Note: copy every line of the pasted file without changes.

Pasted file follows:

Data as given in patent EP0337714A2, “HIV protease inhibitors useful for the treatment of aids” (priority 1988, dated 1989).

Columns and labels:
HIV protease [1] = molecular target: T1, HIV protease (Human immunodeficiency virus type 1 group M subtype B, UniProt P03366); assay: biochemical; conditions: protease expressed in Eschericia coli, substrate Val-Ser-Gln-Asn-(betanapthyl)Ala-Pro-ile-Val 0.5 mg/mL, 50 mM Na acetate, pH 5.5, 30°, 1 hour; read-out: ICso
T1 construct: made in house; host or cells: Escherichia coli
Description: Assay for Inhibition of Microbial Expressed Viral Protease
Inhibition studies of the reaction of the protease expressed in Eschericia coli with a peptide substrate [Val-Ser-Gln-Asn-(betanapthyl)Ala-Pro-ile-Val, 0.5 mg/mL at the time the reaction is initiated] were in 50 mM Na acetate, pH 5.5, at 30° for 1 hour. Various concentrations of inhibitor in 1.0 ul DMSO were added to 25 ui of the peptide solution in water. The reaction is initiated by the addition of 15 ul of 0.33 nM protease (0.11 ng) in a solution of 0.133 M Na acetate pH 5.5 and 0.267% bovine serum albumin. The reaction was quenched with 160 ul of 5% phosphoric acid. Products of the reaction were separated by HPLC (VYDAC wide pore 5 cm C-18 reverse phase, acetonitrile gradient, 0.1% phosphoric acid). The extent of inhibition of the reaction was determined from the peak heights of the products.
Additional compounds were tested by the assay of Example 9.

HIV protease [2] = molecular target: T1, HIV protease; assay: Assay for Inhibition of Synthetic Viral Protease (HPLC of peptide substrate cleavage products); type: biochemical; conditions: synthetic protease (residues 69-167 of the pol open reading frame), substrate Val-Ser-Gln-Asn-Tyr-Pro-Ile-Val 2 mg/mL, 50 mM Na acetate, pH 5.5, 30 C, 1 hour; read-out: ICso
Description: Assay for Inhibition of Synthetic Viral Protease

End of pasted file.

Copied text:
Data as given in patent EP0337714A2, “HIV protease inhibitors useful for the treatment of aids” (priority 1988, dated 1989).

Columns and labels:
HIV protease [1] = molecular target: T1, HIV protease (Human immunodeficiency virus type 1 group M subtype B, UniProt P03366); assay: biochemical; conditions: protease expressed in Eschericia coli, substrate Val-Ser-Gln-Asn-(betanapthyl)Ala-Pro-ile-Val 0.5 mg/mL, 50 mM Na acetate, pH 5.5, 30°, 1 hour; read-out: ICso
T1 construct: made in house; host or cells: Escherichia coli
Description: Assay for Inhibition of Microbial Expressed Viral Protease
Inhibition studies of the reaction of the protease expressed in Eschericia coli with a peptide substrate [Val-Ser-Gln-Asn-(betanapthyl)Ala-Pro-ile-Val, 0.5 mg/mL at the time the reaction is initiated] were in 50 mM Na acetate, pH 5.5, at 30° for 1 hour. Various concentrations of inhibitor in 1.0 ul DMSO were added to 25 ui of the peptide solution in water. The reaction is initiated by the addition of 15 ul of 0.33 nM protease (0.11 ng) in a solution of 0.133 M Na acetate pH 5.5 and 0.267% bovine serum albumin. The reaction was quenched with 160 ul of 5% phosphoric acid. Products of the reaction were separated by HPLC (VYDAC wide pore 5 cm C-18 reverse phase, acetonitrile gradient, 0.1% phosphoric acid). The extent of inhibition of the reaction was determined from the peak heights of the products.
Additional compounds were tested by the assay of Example 9.

HIV protease [2] = molecular target: T1, HIV protease; assay: Assay for Inhibition of Synthetic Viral Protease (HPLC of peptide substrate cleavage products); type: biochemical; conditions: synthetic protease (residues 69-167 of the pol open reading frame), substrate Val-Ser-Gln-Asn-Tyr-Pro-Ile-Val 2 mg/mL, 50 mM Na acetate, pH 5.5, 30 C, 1 hour; read-out: ICso
Description: Assay for Inhibition of Synthetic Viral Protease